Rose Pruning – No Pain, No Gain

“It is the time you have wasted for your rose that makes your rose so important.”  – Antoine de Saint-Exupéry, (The Little Prince)

The rose, with its tender and beautiful flowers, but surrounded by sharp, harsh thorns appears in accounts from all of the world’s major cultures and religions as a symbol of love at work in the world. In ancient mythology, roses symbolised eternal love in stories of how gods interacted with each other and human beings; in the Celtic/Druidic tradition roses are used as decorations to represent the heart. Muslims view roses as symbols of the human soul: smelling the scent reminds them of their spirituality whilst Hindus and Buddhists see roses as expressions of inner joy. Stories about roses often involve an inner spiritual journey – the Prince in Sleeping Beauty has to cut through a forest of thorns to get to the palace; the songbird in Oscar Wilde’s story “the Nightingale and the Rose” makes a sacrificial journey for a young man by singing love into a white rose, turning the rose red whilst impaled dying upon the thorns; Christ’s final journey to the cross involves a crown of thorns.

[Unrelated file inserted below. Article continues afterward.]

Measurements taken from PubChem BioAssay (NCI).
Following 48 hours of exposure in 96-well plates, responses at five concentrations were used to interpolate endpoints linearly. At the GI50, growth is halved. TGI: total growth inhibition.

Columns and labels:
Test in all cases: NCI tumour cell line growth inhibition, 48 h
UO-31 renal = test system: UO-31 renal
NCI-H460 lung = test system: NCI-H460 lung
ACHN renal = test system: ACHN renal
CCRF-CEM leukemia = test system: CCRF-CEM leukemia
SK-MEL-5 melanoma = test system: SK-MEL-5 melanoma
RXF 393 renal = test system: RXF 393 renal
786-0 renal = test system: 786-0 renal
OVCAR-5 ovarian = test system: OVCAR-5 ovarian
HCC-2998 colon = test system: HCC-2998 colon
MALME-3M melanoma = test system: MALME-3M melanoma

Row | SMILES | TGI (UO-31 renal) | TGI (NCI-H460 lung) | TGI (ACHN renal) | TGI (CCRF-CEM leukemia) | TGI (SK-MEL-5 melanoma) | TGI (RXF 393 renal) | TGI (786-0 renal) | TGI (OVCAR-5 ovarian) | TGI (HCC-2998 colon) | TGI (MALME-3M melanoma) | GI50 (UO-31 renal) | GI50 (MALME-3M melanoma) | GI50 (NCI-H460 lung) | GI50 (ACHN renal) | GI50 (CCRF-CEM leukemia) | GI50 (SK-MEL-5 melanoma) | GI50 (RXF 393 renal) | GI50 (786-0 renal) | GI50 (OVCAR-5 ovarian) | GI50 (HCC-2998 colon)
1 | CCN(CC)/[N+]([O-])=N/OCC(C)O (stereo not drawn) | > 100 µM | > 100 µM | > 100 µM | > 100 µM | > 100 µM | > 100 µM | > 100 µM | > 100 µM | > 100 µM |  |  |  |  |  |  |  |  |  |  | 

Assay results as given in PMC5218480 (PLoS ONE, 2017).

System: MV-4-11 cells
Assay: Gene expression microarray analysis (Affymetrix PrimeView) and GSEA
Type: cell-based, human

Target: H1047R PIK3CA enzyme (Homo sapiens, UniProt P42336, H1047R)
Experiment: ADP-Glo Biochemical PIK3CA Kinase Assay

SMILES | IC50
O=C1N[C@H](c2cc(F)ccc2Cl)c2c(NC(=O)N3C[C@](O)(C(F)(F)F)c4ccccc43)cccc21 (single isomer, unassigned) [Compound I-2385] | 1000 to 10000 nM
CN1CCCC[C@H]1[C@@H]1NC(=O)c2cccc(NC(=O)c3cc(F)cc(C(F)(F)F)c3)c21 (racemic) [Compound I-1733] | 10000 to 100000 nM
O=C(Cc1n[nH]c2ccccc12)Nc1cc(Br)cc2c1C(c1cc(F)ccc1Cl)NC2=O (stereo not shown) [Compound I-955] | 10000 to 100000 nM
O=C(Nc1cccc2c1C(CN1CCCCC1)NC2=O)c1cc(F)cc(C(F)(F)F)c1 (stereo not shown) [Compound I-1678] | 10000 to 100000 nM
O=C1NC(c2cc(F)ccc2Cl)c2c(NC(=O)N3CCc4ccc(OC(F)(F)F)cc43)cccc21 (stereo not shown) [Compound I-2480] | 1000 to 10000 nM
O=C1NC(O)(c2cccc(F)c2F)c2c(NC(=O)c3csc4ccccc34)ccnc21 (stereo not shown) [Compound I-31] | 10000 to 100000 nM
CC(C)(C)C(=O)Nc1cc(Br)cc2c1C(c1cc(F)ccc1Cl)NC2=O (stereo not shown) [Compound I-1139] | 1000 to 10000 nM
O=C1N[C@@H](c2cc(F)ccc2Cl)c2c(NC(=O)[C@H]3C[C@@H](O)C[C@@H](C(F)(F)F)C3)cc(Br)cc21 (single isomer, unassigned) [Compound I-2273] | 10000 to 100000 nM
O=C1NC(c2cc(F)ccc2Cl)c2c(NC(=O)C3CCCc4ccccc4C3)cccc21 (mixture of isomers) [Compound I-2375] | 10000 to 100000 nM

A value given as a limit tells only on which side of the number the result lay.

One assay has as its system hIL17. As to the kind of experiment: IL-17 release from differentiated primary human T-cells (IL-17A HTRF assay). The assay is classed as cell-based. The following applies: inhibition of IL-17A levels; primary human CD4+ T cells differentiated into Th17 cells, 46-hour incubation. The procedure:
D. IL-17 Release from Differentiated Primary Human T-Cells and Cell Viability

So, a very special plant and quite rightly loved by us all; however the variety of species and pruning techniques can be bewildering, and learning to understand and carry out these processes can be an inner journey in itself, sometimes complicated and sometimes painful, but one well worth taking. Roses can be divided into 3 broad categories and each requires different pruning techniques, the main types are shrub roses, bush roses, and climbers/ramblers. Because the rose has had centuries of breeding there are many variations within these three broad categories: there will be specific requirements for each sub-division which can’t be covered in this short article. There are, however, many websites that do go into this detail, additionally we are blessed with a wonderful rose nursery at nearby Wych Cross, with very knowledgeable staff who I am sure would be very happy to offer advice. 

Shrub roses